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Debate on Climate Shifts to Issue of Irreparable Change
"There's no agreement on what it is that constitutes a dangerous climate change," said Marburger, adding that the U.S. government spends $2 billion a year on researching this and other climate change questions. "We know things like this are possible, but we don't have enough information to quantify the level of risk."
This tipping point debate has stirred controversy within the administration; Hansen said senior political appointees are trying to block him from sharing his views publicly.
When Hansen posted data on the Internet in the fall suggesting that 2005 could be the warmest year on record, NASA officials ordered Hansen to withdraw the information because he had not had it screened by the administration in advance, according to a Goddard scientist who spoke on the condition of anonymity. More recently, NASA officials tried to discourage a reporter from interviewing Hansen for this article and later insisted he could speak on the record only if an agency spokeswoman listened in on the conversation.
"They're trying to control what's getting out to the public," Hansen said, adding that many of his colleagues are afraid to talk about the issue. "They're not willing to say much, because they've been pressured and they're afraid they'll get into trouble."
But Mary L. Cleave, deputy associate administrator for NASA's Office of Earth Science, said the agency insists on monitoring interviews with scientists to ensure they are not misquoted.
"People could see it as a constraint," Cleave said. "As a manager, I might see it as protection."
John R. Christy, director of the Earth Science System Center at the University of Alabama in Huntsville, said it is possible increased warming will be offset by other factors, such as increased cloudiness that would reflect more sunlight. "Whatever happens, we will adapt to it," Christy said.
Scientists who read the history of Earth's climate in ancient sediments, ice cores and fossils find clear signs that it has shifted abruptly in the past on a scale that could prove disastrous for modern society. Peter B. deMenocal, an associate professor at the Lamont-Doherty Earth Observatory of Columbia University, said that about 8,200 years ago, a very sudden cooling shut down the Atlantic conveyor belt. As a result, the land temperature in Greenland dropped more than 9 degrees Fahrenheit within a decade or two.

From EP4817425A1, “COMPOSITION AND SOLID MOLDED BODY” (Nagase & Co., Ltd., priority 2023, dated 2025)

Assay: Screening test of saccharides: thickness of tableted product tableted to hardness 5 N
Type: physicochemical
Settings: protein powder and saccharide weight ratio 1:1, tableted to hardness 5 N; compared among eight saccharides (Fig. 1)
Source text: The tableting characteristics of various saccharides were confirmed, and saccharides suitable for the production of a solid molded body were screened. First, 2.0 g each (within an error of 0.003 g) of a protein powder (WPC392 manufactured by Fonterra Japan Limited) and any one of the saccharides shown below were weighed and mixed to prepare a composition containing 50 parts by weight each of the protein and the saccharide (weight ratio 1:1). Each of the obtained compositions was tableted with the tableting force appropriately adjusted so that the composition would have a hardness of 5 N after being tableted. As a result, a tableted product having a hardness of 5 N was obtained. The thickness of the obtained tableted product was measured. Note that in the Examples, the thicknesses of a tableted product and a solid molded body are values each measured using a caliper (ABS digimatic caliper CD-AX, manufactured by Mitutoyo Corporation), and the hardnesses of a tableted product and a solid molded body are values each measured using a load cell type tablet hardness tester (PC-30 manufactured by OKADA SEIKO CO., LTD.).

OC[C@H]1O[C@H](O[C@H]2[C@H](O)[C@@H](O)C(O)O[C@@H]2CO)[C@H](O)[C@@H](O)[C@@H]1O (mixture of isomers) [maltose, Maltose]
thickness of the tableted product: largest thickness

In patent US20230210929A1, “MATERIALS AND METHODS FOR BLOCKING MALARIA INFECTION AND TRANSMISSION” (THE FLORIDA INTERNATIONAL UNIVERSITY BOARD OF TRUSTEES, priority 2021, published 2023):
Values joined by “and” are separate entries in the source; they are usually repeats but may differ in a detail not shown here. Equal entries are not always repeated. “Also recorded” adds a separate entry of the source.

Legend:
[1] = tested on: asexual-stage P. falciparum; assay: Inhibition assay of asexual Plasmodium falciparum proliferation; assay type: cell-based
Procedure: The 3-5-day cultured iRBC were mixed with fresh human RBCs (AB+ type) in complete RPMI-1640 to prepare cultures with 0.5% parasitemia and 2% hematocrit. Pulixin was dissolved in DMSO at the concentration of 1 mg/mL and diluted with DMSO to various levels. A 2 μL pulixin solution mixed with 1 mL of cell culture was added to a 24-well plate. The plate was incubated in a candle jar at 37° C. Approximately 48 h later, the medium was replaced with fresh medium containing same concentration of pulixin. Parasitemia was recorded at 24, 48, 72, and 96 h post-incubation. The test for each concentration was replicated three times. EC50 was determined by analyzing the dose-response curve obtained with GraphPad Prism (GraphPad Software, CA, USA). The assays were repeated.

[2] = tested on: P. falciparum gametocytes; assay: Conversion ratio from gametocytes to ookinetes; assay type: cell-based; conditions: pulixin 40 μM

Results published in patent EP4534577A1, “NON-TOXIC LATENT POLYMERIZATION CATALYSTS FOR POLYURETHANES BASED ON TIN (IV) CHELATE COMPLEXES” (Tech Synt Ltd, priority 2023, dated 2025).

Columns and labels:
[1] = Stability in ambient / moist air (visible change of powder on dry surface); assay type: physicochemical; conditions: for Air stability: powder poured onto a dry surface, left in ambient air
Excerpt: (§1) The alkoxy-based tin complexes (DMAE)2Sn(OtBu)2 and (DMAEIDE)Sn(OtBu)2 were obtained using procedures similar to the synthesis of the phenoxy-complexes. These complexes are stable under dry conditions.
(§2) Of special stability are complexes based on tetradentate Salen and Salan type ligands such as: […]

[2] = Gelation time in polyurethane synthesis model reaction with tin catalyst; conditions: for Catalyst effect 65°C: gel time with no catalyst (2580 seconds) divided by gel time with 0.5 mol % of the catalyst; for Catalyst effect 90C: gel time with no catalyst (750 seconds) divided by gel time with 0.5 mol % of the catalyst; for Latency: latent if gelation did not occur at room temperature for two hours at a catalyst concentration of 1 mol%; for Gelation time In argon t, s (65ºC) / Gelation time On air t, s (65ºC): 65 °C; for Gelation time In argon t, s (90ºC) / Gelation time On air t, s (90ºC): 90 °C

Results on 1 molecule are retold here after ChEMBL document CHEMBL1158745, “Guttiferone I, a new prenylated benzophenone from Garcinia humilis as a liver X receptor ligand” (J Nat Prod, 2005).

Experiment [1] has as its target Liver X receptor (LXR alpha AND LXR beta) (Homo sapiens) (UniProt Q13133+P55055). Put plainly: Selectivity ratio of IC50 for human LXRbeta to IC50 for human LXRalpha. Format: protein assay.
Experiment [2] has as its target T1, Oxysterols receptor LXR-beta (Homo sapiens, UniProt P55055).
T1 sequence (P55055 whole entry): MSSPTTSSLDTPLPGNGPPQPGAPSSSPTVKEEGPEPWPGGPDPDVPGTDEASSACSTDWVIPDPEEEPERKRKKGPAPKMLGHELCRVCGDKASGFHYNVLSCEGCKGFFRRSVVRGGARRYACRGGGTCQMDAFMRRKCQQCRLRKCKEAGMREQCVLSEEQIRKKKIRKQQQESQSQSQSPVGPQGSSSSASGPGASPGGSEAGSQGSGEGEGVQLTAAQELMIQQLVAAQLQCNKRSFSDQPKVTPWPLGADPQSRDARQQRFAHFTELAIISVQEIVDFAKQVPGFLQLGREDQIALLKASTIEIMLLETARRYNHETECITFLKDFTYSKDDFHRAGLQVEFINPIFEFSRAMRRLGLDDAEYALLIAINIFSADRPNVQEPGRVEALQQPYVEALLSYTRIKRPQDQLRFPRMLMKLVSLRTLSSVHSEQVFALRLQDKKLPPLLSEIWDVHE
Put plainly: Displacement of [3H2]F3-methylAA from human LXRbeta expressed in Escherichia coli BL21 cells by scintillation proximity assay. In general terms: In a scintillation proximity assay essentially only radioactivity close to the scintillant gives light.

"It's not this abstract notion that happens over millions of years," deMenocal said. "The magnitude of what we're talking about greatly, greatly exceeds anything we've withstood in human history."
These kinds of concerns have spurred some governments to make major cuts in the carbon dioxide emissions linked to global warming. Britain has slashed its emissions by 14 percent, compared with 1990 levels, and aims to reduce them by 60 percent by 2050. Some European countries, however, are lagging well behind their targets under the international Kyoto climate treaty.
David Warrilow, who heads science policy on climate change for Britain's Department of Environment, Food and Rural Affairs, said that while the science remains unsettled, his government has decided to take a precautionary approach. He compared consuming massive amounts of fossil fuels to the strategy of the Titanic's crew, who were unable to avoid an iceberg because they were speeding across the Atlantic in hopes of breaking a record.
"We know there are icebergs out there, but at the moment we're accelerating toward the tipping point," Warrilow said in an interview. "This is silly. We should be doing the opposite, slowing down whilst we build up our knowledge base."
The Bush administration espouses a different approach. Marburger said that though everyone agrees carbon dioxide emissions should decline, the United States prefers to promote cleaner technology rather than impose mandatory greenhouse gas limits. "The U.S. is the world leader in doing something on climate change because of its actions on changing technology," he said.
Stanford University climatologist Stephen H. Schneider, who is helping oversee a major international assessment of how climate change could expose humans and the environment to new vulnerabilities, said countries respond differently to the global warming issue in part because they are affected differently by it. The small island nation of Kiribati is made up of 33 small atolls, none of which is more than 6.5 feet above the South Pacific, and it is only a matter of time before the entire country is submerged by the rising sea.
"For Kiribati, the tipping point has already occurred," Schneider said. "As far as they're concerned, it's tipped, but they have no economic clout in the world."